At any given time there are two prices for an ETF – the price someone is willing to purchase the ETF (known as the bid) and the price that someone is willing to sell the ETF (known as the ask or offer price). When trading ETFs, it is useful to measure the difference between these two prices, which is called the bid-ask spread.
Stock exchanges can be considered ‘meeting points' for investors, where each investor considering a transaction is trying to maximize their value. Buyers of ETFs want to pay as little as possible, and sellers want the maximum price for their units when they sell on the exchange.
The reason spreads exist is because in an open market, buyers and sellers are trying to negotiate the best price possible. Once buyers and sellers agree on a price, a transaction takes place and ETF units change hands.
Typically, an ETF’s bid and ask prices will closely approximate the value of the underlying securities held by the ETF, but bid-ask spreads can differ depending on many factors, including:
1. Spreads on the underlying securities
As an ETF is really a basket of securities, the spread on the ETF will be a product of the spread on the underlying securities. Another way to say this is that liquidity of the ETF is a product of liquidity of the underlying asset class. As such, if the underlying securities themselves are very liquid, it stands to reason that the ETF should also be very liquid, and therefore have a small spread. An example of this would be large-cap U.S. stocks, which generally have high trading volumes and very narrow spreads.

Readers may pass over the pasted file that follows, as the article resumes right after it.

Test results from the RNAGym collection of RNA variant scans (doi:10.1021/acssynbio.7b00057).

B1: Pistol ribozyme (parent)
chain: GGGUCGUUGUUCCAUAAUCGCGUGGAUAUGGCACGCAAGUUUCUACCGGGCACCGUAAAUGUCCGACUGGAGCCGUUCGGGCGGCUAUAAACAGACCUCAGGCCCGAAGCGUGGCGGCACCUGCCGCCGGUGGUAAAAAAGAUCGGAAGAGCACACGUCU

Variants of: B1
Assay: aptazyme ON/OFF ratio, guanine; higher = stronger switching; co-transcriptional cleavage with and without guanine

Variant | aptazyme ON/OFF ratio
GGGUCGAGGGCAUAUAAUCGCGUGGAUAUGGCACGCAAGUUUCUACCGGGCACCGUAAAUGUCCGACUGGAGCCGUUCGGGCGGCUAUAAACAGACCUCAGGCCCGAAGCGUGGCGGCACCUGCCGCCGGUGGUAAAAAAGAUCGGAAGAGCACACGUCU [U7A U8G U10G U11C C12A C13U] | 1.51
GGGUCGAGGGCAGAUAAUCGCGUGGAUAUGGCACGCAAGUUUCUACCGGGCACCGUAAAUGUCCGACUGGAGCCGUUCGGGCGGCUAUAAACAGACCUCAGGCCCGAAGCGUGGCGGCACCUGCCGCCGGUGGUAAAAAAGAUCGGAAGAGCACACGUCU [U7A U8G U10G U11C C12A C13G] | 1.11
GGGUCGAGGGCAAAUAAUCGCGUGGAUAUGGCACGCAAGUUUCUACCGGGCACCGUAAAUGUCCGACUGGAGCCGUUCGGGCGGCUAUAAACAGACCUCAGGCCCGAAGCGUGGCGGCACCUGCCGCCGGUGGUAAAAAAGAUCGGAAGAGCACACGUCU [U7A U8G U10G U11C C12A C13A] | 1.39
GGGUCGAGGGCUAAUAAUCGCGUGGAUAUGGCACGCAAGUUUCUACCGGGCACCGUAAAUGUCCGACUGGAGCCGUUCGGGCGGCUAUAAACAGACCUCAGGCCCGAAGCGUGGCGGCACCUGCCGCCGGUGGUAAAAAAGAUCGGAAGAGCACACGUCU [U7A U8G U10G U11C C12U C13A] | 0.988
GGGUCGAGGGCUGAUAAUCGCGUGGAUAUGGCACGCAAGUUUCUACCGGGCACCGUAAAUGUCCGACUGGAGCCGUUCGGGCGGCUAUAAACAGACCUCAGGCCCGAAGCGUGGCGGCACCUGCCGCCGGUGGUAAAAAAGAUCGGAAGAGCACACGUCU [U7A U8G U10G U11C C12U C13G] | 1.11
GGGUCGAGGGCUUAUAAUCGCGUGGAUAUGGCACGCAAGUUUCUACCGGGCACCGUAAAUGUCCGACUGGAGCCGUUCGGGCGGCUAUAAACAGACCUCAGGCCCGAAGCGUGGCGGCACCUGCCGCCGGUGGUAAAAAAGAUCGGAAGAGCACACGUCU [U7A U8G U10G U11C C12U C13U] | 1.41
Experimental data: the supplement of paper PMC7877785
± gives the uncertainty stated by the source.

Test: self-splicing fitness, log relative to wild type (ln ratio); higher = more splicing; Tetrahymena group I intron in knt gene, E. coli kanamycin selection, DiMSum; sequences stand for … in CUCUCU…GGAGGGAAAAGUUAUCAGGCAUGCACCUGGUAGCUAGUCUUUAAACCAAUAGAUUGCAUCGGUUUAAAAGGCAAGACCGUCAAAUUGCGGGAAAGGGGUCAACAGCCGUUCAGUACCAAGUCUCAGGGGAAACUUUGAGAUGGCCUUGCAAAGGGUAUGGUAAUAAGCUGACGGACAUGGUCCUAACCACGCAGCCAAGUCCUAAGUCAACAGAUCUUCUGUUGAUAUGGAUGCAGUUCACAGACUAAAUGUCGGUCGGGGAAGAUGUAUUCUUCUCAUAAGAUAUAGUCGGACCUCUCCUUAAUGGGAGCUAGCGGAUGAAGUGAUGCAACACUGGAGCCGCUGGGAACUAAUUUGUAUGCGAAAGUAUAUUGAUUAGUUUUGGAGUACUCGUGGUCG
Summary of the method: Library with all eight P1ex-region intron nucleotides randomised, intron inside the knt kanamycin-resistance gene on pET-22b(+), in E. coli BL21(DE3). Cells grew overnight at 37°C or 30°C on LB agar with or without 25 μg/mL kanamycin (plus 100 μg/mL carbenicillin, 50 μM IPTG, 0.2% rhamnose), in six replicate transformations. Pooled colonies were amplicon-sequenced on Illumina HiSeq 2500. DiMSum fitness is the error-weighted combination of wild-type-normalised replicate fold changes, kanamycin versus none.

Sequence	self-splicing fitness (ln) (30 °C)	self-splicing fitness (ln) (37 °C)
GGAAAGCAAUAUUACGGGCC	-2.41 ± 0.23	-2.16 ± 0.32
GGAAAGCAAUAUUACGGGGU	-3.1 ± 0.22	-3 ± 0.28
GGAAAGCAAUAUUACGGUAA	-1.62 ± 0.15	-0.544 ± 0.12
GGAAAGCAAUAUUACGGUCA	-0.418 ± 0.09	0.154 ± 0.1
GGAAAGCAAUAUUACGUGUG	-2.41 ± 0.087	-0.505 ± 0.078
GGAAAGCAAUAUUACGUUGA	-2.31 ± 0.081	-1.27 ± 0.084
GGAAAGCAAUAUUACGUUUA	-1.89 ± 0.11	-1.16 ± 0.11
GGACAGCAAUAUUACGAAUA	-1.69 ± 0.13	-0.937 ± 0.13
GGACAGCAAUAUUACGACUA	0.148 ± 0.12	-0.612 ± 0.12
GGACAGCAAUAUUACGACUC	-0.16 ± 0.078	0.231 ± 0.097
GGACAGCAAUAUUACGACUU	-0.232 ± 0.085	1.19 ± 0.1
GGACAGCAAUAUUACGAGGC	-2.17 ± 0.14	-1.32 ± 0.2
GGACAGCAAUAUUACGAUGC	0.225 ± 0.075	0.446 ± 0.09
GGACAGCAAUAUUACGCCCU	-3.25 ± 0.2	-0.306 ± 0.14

On the other hand, asset classes that are not as liquid as large-cap U.S. stocks, such as small-cap Canadian stocks, will have wider spreads. This will also be reflected in the spreads on ETF units that represent that asset class.
2. Cost of assembling and trading
The cost of assembling and trading the basket of securities inside an ETF may impact the spread. For instance, if the ETF invests in foreign securities, there will be additional costs to convert Canadian dollars to the underlying currencies. An ETF that buys European dividend stocks first needs to buy Pounds Sterling, Euros, Swiss Francs, and so on.
Another example would be regulatory costs and taxes. In the United Kingdom for example, there is a 0.5% fee every time an investor buys a stock on a stock exchange, called a Stamp Duty. This cost would be reflected in the spread on any ETF associated with U.K. securities.
3. Trading volumes
When an investor is making a very large purchase of an ETF, for more than the amount of inventory the market maker has for sale, the market maker may need to create more ETF units by buying substantial amounts of the underlying securities. This may involve having to pay higher asking prices to fill the orders – often referred to as ‘market impact costs.’
4. Market risks
Bid-ask spreads can widen during times of heightened market risk or increased market volatility. If market makers are required to take extra steps to facilitate their trades during periods of volatility, spreads of the underlying securities may be wider, which will mean wider spreads on the ETF.
Trading risk can also arise during times when foreign markets are closed and Canadian markets are open. During American Thanksgiving for instance, U.S. equity ETFs continue to trade in Canada on the Toronto Stock Exchange, even though U.S. stock markets are closed for the holiday. Investors can still purchase a U.S. equity ETF, but market makers cannot buy more U.S. stocks in order to create units, nor can they monitor the underlying prices of those securities directly. As a result, spreads on U.S. equity ETFs may be wider on American Thanksgiving to compensate for that risk.